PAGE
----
Holocaust Education Week is a solemn occasion to reflect on unimaginable horrors and near destruction of the European Jewish community. One aspect that isn’t discussed as frequently is how these tragedies changed the trajectories for the careers of many survivors.
A few years ago, I introduced a distinguished historian, Benjamin Harshav, before his lecture about Marc Chagall. In presenting his bio, I mentioned that he had lived in Poland, the Soviet Union, Israel and the United States. I think I used the word “cosmopolitan.” Harshav muttered, “Cosmopolitan, shmosmopolitan. Hitler and Stalin shlepped me here and there.”
He was right, of course. Eastern European Jews did not get to know the globe on their own accord, but rather because they were pushed out from their homes by wars, revolutions, fascism and political crises. The sheer magnitude of the interruption of Jewish culture still escapes us. How many scientific discoveries could have been made? How many creative geniuses were killed? How many artistic masterpieces could have been created? It is also worth considering, even for those lucky enough to have survived, how many careers were shattered or simply ignored when they became anonymous refugees.
Take, for example, music. An international project, Performing the Jewish Archive, uncovered the multitude of operatic pieces, songs, art and plays that were produced by Jewish refugees in the 20th century. In August, Australia’s Sydney Conservatorium presented – thanks to the work of ethnomusicologist Joseph Toltz – for the first time in 70 years, captivating concerts by Wilhelm Grosz, an Austrian Jewish composer. Wars, revolutions and cataclysms ended Grosz’s life prematurely and, before that, his career suffered a serious blow after arriving in the United States – a situation common to many refugees, especially those in creative professions.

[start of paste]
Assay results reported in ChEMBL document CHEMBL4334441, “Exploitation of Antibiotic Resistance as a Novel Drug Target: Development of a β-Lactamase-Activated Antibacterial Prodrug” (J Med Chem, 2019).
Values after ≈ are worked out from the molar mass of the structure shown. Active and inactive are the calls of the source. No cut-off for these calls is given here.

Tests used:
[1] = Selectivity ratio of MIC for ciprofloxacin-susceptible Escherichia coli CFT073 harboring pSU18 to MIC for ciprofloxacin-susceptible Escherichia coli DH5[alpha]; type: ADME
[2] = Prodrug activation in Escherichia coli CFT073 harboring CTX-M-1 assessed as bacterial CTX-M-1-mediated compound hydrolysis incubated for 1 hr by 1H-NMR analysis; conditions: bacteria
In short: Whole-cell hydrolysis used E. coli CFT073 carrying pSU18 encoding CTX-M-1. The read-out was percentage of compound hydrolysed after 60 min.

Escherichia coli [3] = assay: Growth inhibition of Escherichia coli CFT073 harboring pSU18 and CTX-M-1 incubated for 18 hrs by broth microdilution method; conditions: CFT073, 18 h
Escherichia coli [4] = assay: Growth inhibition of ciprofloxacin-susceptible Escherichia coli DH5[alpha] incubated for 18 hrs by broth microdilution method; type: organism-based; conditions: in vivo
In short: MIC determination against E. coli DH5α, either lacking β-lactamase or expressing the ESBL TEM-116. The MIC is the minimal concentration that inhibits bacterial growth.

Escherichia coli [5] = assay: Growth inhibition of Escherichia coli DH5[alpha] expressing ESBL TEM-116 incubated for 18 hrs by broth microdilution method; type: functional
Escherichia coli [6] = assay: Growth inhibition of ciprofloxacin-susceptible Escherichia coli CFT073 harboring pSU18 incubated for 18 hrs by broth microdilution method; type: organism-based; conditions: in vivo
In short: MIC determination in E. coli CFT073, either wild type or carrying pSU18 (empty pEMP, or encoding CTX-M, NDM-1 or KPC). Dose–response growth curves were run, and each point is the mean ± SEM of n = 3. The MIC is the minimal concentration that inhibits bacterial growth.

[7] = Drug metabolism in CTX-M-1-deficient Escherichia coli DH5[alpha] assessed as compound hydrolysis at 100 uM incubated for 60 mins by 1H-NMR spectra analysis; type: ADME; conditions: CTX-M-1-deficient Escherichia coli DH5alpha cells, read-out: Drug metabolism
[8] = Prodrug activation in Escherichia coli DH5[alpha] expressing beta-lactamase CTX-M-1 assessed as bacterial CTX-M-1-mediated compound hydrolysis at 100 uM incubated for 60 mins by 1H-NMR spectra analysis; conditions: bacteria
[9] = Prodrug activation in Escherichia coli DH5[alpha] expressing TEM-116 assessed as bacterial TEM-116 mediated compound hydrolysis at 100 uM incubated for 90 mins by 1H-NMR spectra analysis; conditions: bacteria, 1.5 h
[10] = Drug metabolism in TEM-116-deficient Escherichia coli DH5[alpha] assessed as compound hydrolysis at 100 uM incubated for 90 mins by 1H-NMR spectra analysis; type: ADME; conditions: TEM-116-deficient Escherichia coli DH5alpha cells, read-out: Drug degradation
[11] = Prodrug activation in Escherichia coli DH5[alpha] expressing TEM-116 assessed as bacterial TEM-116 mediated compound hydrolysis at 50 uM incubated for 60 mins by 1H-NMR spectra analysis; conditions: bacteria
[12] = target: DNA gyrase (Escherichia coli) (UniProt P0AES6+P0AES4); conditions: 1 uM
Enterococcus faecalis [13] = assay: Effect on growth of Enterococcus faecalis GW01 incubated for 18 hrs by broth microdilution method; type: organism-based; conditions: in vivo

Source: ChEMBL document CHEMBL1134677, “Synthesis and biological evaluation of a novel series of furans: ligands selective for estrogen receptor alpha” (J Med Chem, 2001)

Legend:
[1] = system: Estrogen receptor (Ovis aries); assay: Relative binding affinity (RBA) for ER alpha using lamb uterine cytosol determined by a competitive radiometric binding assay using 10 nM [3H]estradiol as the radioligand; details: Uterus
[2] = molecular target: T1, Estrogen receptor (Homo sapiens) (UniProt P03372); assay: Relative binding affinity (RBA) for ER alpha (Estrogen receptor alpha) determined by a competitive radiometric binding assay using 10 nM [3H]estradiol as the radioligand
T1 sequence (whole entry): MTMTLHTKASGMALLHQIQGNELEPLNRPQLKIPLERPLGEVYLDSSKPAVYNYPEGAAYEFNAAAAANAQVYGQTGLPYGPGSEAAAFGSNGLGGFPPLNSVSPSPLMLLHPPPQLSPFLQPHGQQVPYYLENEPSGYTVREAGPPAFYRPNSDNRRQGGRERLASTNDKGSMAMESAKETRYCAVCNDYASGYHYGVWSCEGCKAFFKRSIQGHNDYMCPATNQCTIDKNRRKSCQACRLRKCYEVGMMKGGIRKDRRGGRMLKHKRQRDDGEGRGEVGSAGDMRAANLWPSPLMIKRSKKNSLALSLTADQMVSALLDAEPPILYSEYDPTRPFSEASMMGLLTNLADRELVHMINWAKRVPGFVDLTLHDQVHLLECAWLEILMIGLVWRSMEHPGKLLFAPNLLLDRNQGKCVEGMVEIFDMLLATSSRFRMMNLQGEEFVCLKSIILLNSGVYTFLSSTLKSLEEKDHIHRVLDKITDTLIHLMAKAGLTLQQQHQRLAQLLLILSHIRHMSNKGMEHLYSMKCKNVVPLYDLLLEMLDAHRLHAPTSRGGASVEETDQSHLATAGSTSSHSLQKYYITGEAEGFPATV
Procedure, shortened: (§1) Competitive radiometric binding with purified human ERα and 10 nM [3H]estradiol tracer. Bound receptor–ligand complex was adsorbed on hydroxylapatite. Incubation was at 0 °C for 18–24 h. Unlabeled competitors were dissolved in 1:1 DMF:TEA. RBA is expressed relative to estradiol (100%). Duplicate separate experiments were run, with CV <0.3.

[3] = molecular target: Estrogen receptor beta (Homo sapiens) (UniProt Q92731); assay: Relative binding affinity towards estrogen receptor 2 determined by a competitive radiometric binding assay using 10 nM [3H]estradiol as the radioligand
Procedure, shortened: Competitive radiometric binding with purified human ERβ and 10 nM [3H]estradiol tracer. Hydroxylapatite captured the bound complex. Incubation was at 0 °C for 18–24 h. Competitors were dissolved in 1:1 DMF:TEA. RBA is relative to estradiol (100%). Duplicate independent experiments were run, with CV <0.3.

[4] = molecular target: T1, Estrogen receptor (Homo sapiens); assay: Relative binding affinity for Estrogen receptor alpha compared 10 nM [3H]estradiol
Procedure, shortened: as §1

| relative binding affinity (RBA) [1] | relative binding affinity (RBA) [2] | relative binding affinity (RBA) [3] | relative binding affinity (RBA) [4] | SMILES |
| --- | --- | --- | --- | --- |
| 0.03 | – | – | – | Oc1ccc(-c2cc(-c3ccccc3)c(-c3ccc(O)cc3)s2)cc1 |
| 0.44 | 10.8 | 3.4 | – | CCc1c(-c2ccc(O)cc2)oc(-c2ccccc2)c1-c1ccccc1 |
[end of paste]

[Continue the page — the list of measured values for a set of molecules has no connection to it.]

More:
Similarly, the works of demographer Yakov Leshchinsky have long been buried in obscurity. Leshchinsky was a triple refugee, fleeing to Germany in 1921 after the Russian Revolution, then to Poland in 1934 to escape Nazism, and finally from Poland to the United States in 1938. He should be considered one of the founding fathers of Jewish social science. Recently, University of Toronto sociologist Robert Brym translated Leshchinsky’s Yiddish-language study of Jewish workers in czarist Russia’s Pale of Settlement territory into English. Brym explains that Leshchinsky’s arguments for social integration of Jews were very much ahead of his time. In addition to scholarship, he also called for action. Like many of his peers, he did not separate scholarship from activism.
Another person who blurred the lines between academic research and public service was Albert Einstein. A professor at Berlin University, he informally educated Jewish refugees from eastern Europe who could not legally enrol in German universities. One of his auditors, Judah Leman, published an accessible summary of Einstein’s theory of relativity in Yiddish. With Einstein’s help, Leman succeeded in explaining complex theories to readers who were often banned from obtaining a formal education.
“Today, the book can help us not only understand the theory of relativity, but also give us a sense of the scope of knowledge of east European Jews in the 1920s,” said Jordan Chad, 23, a PhD student in neurophysics who translated and annotated Leman’s book.
I doubt that Einstein could imagine back when he was helping a refugee auditor of his class that he himself would be on the run 12 years later. Being a refugee influenced the way he produced scientific knowledge and the way he advanced our civilization. The same can be said of Leshchinsky, Grosz or Harshav. But I sincerely hope their stories will inspire us to learn to see the sparks of genius in refugees that end up in our country. After all, we know too well that we all pay the price when talent is ignored.